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Ferrari Boss Tells Massa to Get with the Program

Ferrari CEO Luca di Montezemolo

Ferrari CEO Luca di Montezemolo has urged driver Felipe Massa to get with the program and support team mate Fernando Alonso’s bid for this year’s driving title.  At the recent Paris Motor Show, the Ferrari boss said, “I have waited for Felipe with great perseverance in the last four races. I want a strong Massa who will shave points off the rivals.”

Ferrari was at the heart of a controversy this year after the pit bosses instructed Massa to move over for Alonso at the German Grand Prix, granting Alonso the win.  The team was fined $100,000 for breaking the rule banning team orders.  The fine was seen as a slap on the wrist, but perhaps for good reason.  Many in the paddock are calling for an end to the ban, and, indeed, the rule will be reviewed by the FIA at the end of the season.

The team orders rule isn’t the only thing that Ferrari seems to have broken.  Felipe Massa’s spirit doesn’t seem to have survived the episode in good form, either.  Although the team and Massa himself deny that he’s been relegated to number two status, his performances since Germany have been lackluster, as if, knowing that he won’t be allowed to finish ahead of Alonso, he’s not really trying.

In his publicized remarks, the Ferrari boss was quick to remind Massa that he is part of a team effort. “Those who race for Ferrari don’t race for themselves,” said di Montezemolo, “but for the Ferrari team colours. One who wants to race for himself will have to face his team.”

Di Montezemolo also defended the team’s use of team orders, and Alonso’s de facto number one status: “The decision to focus on Alonso has been proven to be right. He is extremely strong and very close to the team, and has been able to blend in well from day one despite the concerns of some.”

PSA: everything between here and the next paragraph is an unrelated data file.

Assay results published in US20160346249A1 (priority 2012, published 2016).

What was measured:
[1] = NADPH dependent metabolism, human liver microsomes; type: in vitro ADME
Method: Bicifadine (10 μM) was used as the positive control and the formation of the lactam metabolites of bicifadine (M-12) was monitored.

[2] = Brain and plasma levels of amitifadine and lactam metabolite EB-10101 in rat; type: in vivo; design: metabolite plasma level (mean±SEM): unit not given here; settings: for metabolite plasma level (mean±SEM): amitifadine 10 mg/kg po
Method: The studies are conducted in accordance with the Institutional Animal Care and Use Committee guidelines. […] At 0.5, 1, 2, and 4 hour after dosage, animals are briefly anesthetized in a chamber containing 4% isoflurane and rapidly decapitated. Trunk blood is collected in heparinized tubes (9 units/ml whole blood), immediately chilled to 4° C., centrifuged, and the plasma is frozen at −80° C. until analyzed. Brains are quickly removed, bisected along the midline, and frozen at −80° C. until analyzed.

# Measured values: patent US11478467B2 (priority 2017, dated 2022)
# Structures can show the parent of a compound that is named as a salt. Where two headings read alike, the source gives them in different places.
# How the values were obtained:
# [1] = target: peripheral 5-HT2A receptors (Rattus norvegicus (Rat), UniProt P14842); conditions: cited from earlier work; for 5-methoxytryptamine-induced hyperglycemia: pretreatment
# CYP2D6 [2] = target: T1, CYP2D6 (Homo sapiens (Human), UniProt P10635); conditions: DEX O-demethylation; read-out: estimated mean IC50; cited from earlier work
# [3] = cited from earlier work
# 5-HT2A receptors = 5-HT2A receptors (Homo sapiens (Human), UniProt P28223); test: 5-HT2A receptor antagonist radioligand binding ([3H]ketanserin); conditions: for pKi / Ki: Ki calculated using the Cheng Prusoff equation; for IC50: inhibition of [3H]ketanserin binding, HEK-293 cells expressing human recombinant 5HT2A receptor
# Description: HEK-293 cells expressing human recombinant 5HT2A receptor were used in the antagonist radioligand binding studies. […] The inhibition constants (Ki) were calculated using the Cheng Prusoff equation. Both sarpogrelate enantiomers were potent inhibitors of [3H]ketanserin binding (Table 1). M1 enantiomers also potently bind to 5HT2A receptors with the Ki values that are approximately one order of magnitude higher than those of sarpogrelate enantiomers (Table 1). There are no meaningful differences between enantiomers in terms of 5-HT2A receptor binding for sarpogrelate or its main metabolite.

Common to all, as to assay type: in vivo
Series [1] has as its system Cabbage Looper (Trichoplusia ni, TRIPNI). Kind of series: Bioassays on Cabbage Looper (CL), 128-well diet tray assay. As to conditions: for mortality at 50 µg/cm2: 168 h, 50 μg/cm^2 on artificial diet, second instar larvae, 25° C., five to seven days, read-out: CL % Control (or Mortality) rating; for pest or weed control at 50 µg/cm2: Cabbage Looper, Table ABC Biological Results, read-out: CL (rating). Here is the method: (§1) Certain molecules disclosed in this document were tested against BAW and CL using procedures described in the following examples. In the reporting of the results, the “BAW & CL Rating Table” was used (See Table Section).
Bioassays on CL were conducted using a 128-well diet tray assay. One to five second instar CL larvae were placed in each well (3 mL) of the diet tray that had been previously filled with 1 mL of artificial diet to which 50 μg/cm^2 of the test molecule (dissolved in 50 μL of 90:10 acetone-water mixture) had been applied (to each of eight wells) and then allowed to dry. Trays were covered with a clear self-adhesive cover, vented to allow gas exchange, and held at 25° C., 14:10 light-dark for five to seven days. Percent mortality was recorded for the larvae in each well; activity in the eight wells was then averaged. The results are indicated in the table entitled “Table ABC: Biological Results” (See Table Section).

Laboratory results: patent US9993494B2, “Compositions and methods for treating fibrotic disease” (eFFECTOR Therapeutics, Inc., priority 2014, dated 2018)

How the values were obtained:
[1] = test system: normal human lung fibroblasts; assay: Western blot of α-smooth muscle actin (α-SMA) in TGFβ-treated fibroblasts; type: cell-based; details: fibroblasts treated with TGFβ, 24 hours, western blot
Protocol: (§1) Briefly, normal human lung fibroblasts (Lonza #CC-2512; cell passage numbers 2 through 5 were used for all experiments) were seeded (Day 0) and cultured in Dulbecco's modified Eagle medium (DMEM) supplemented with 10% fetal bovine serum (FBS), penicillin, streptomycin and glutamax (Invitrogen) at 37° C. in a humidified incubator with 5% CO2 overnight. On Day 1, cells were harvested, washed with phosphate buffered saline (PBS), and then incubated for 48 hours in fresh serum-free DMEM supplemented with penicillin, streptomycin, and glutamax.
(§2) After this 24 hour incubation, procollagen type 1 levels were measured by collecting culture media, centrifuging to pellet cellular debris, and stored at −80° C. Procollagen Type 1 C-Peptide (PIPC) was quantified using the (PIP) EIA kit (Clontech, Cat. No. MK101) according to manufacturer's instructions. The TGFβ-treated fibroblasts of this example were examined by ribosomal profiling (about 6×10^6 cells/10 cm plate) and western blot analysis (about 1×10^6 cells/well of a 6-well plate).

The fact is that, during Ferrari’s most successful years, i.e. during the Schumacher-Brawn years, the team always had a defacto pecking order, with Schumi as number one.  While both of Schumi’s team mates during that decade, Eddie Irvine and Rubens Barrichello, bristled at having to play water carrier to the German ace, it was an efficient way to go about the job of winning championships.  From his first year at Ferrari, in 1996, Schumacher galvanized the team around him, and from that point onwards the focus of the team was to help Schumi win titles.

After Schumacher and Brawn left the team, the situation became more nebulous.  While many expected Kimi Raikkonen to assume the role of team leader, simply based on the assumption that he’d be quicker than Massa, the laconic Finn has no discernible leadership skills.  In fact, the team complained he was practically mute.  While he was able to win the title in 2007, he was helped in no small measure by the fact that the two McLaren drivers, Alonso and then-rookie Lewis Hamilton, were feuding and stealing points from one another.  Had it not been for several rookie mistakes that Hamilton made that year, Kimi never would have won champion’s laurels.

During the next two years, Kimi’s star faded.  Having won his title, he seemed to lose motivation, and he was regularly outpaced by Massa.  The team was never really put in the position of having to impose a pecking order.  Neither did they win any titles, however.  While the drivers might have had equal status, based on performance it looked as though the status they shared was that of number two.

Replacing Kimi with Alonso seemed to be a coup.  From day one, it looked as though Ferrari had a team leader again.  Like Schumacher, Alonso is a leader by temperament, and will naturally try to assume thats role no matter which team he’s on.  This, more than anything else, was the reason he found his position at McLaren so untenable.  It wasn’t just that Hamilton was sometimes quicker than he was; it was the annoying fact that McLaren refused to make Alonso the focal point of the team.

When Alonso jumped back to Renault, he knew the situation would be different.  Flavio Briatore would be more than happy make Alonso top dog again (to the extent of having the number two deliberately crash to bring out a safety car at Singapore!).  And when Alonso moved on to Ferrari, the Spaniard knew that the atmsphere there would be just as congenial with respect to team orders.  It’s the natural way at Ferrari.

Not that he wouldn’t have to earn number one status on merit.  But as was the case during the Schumi decade at the Scuderia, once a driver has demonstrated a performance edge over his team mate, and has proven to be the more likely choice to be the standard bearer for the team, the other driver is expected to fall into line and play a supporting role. Perhaps more than any other team on the grid, Ferrari never loses sight of the fact that the World Championship can only be won by one driver at a time.

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